James Gelfand of the James Gelfand Trio
The Royal Conservatory of Music completed its 5-concert TD Jazz: The Art of the Trio series Saturday night, May 13th at Koerner Hall, sponsored by TD Bank Group and Tom’s Place, with media partners NOW and JazzFM91. In keeping with the format of this series, the Canadian content on this night was provided by the James Gelfand Trio, while the international flavour was served up by American bassist Christian McBride and Tip City.
Acclaimed Montreal-based and Juno-award winning pianist James Gelfand kicked things off with his trio, consisting of bassist Morgan Moore and drummer Jim Doxas. A highlight of their set was a “kind of journey to lots of places”, as Gelfand put it, whereby the standard Round Midnight was given a new twist with a Pachelbel Canon feel, which saw the piece evolve into something new that he called Ground Midnight. This then morphed into the standard Autumn Leaves, which in turn evolved into an original called I’m Leaving. Throughout this journey it was wonderful to hear an artist reimagining standard repertoire and allowing the listener to comprehend the improvisational creativity of the journey. Gelfand’s fingers can fly, but the thematic and rhythmic structure is never lost. At various points you could hear him evoking Chick Corea, Don Thompson and Fats Waller. Bassist Moore and drummer Doxas were fantastic in both complementary and supportive roles.
Gelfand concluded his set with an original number called Dozen Matter, but not before first thanking his old friend, Mervyn Mehta for inviting him to play at such a “marvellous hall”. In his quaintly professorial manner, Gelfand explained that the closing piece was a revamped blues based on a 12-tone row, where none of the tones in the row can repeat, giving the composition a modernist, atonal feel. It was an exquisite, rollicking performance, and it brought the audience to its feet spontaneously when it was over. Based on that response, it is clear that Gelfand needs to get out of the studio and play live more often - the audience loved him.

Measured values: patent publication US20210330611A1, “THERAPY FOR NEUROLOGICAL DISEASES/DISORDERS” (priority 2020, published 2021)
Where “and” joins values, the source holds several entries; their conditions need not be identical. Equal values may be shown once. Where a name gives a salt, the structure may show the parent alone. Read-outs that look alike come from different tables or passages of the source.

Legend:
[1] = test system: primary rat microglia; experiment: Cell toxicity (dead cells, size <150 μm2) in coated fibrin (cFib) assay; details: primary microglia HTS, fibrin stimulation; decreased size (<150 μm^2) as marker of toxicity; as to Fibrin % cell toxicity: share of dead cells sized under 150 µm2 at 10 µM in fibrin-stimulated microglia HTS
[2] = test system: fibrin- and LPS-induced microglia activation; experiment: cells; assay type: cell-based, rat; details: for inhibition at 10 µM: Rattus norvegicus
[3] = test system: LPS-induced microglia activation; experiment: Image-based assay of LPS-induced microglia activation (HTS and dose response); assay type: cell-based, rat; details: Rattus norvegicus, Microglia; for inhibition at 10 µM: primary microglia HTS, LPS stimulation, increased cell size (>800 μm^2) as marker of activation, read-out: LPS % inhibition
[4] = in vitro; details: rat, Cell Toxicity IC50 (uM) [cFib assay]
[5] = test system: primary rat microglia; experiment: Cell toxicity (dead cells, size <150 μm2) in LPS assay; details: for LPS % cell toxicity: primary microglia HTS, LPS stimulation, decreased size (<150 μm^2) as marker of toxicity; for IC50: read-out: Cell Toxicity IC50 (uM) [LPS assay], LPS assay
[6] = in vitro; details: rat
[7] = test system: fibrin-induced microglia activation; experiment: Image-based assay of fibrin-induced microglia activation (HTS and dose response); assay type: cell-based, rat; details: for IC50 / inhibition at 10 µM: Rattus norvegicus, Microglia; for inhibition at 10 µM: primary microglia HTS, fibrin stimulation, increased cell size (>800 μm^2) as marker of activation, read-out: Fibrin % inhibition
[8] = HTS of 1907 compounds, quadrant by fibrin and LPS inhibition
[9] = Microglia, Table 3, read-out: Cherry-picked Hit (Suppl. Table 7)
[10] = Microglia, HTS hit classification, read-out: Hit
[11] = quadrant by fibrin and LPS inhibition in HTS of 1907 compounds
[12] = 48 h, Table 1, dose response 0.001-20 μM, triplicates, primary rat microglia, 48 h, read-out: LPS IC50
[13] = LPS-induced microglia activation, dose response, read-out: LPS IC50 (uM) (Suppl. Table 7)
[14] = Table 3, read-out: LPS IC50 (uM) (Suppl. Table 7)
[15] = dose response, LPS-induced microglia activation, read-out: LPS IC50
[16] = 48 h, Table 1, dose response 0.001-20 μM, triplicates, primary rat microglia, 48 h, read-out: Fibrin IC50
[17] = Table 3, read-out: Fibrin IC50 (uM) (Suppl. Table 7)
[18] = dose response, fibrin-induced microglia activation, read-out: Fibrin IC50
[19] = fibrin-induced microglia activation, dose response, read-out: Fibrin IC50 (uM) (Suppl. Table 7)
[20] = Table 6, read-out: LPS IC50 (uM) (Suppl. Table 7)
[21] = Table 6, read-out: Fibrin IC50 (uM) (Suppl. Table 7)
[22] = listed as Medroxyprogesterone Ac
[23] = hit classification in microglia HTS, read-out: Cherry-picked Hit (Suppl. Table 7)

Philadelphia-based McBride recently completed a residency at Humber College’s Lakeshore campus, and based on the enthusiastic reception for McBride, he has built himself a loyal following in our city. In Tip City, McBride is joined by other-worldly pianist Emmet Cohen and silky smooth guitar veteran Rodney Jones. McBride explained that Harry “Sweets” Edison used to say that when a tune is swinging hard, it’s “tippin”, and when a whole set is swinging hard, that’s “Tip City”. Indeed, from the opening Blues by Sonny Rollins to the final Oscar Peterson tribute, Christian McBride and Tip City performed a swinging set that would have made Oscar proud. It was all the more fitting that Oscar’s wife and daughter were in the audience to hear it. No one these days plays a walking bass like McBride, who made a point of acknowledging the influence of his mentor and idol, the late, great Ray Brown. To these ears, McBride has become the Wynton Marsalis of the bass, taking the instrument to another level with incredible technical virtuosity, imaginative ideas and rhythmically driving solo work. However, as great as McBride is, he was upstaged by the “young buck”, pianist Emmet Cohen, who may not be as well known in Canada as he is in the States, but he is simply the most stunning jazz pianist to have emerged on the scene in the past 10 years. He certainly is the rival of the great Robi Botos as the heir apparent to Oscar Peterson. Again, it was fitting that Botos, himself, was in the audience, given that Botos had headlined the first concert in this series six months ago.
The beauty of both trios featured tonight was the intimacy and connection between the musicians. That, combined with the accessible but dynamic jazz performed by both trios was appreciated by the audience and made for a wonderful conclusion to this Art of the Trio series.
Tickets are now on sale at www.performance.rcmusic.ca for Koerner Hall's 2017-2018 Jazz Season which will include Miles Electric Band, Danilo Pérez Trio and Alfredo Rodriguez Trio, the Dianne Reeves Quintet, Gerald Clayton and Friends, The Hot Sardines, and Hugh Masekela with Abdullah Ibrahim and Ekaya: A Tribute to the Jazz Epistles.
TD Jazz Trio Series Wraps Up at Koerner Hall in Spectacular Fashion!
Christian McBride and Tip City
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Review by Jeff Mitchell
Toronto ON May 13th 2017